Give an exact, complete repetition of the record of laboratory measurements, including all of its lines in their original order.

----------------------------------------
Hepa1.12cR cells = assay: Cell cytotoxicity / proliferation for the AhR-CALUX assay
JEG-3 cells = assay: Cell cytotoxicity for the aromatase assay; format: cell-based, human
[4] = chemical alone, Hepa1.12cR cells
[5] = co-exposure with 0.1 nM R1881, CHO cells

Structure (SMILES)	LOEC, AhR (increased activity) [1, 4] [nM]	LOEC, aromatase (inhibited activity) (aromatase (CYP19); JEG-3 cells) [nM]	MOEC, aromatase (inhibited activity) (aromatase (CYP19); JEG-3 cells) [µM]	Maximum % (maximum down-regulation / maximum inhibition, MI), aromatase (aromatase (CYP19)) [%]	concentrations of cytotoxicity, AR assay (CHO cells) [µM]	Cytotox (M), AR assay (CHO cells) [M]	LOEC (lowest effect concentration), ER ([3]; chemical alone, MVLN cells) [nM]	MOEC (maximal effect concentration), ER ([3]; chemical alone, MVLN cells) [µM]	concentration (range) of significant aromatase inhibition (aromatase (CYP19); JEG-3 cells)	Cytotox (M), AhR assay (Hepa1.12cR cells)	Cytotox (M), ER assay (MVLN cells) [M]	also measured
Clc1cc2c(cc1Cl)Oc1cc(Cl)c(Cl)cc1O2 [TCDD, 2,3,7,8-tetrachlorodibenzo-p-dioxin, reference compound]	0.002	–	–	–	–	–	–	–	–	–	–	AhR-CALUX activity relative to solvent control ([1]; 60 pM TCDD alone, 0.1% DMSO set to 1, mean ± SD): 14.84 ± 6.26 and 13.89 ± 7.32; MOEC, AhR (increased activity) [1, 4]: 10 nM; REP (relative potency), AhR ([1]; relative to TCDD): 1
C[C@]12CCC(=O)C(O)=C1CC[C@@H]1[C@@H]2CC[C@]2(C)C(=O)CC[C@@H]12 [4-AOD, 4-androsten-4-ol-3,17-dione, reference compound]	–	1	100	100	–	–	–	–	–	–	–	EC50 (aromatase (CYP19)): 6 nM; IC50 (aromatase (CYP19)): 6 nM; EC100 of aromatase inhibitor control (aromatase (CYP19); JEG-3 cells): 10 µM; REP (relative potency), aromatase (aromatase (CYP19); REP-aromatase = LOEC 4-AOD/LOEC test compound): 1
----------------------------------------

Hepa1.12cR cells = assay: Cell cytotoxicity / proliferation for the AhR-CALUX assay
JEG-3 cells = assay: Cell cytotoxicity for the aromatase assay; format: cell-based, human
[4] = chemical alone, Hepa1.12cR cells
[5] = co-exposure with 0.1 nM R1881, CHO cells

Structure (SMILES)	LOEC, AhR (increased activity) [1, 4] [nM]	LOEC, aromatase (inhibited activity) (aromatase (CYP19); JEG-3 cells) [nM]	MOEC, aromatase (inhibited activity) (aromatase (CYP19); JEG-3 cells) [µM]	Maximum % (maximum down-regulation / maximum inhibition, MI), aromatase (aromatase (CYP19)) [%]	concentrations of cytotoxicity, AR assay (CHO cells) [µM]	Cytotox (M), AR assay (CHO cells) [M]	LOEC (lowest effect concentration), ER ([3]; chemical alone, MVLN cells) [nM]	MOEC (maximal effect concentration), ER ([3]; chemical alone, MVLN cells) [µM]	concentration (range) of significant aromatase inhibition (aromatase (CYP19); JEG-3 cells)	Cytotox (M), AhR assay (Hepa1.12cR cells)	Cytotox (M), ER assay (MVLN cells) [M]	also measured
Clc1cc2c(cc1Cl)Oc1cc(Cl)c(Cl)cc1O2 [TCDD, 2,3,7,8-tetrachlorodibenzo-p-dioxin, reference compound]	0.002	–	–	–	–	–	–	–	–	–	–	AhR-CALUX activity relative to solvent control ([1]; 60 pM TCDD alone, 0.1% DMSO set to 1, mean ± SD): 14.84 ± 6.26 and 13.89 ± 7.32; MOEC, AhR (increased activity) [1, 4]: 10 nM; REP (relative potency), AhR ([1]; relative to TCDD): 1
C[C@]12CCC(=O)C(O)=C1CC[C@@H]1[C@@H]2CC[C@]2(C)C(=O)CC[C@@H]12 [4-AOD, 4-androsten-4-ol-3,17-dione, reference compound]	–	1	100	100	–	–	–	–	–	–	–	EC50 (aromatase (CYP19)): 6 nM; IC50 (aromatase (CYP19)): 6 nM; EC100 of aromatase inhibitor control (aromatase (CYP19); JEG-3 cells): 10 µM; REP (relative potency), aromatase (aromatase (CYP19); REP-aromatase = LOEC 4-AOD/LOEC test compound): 1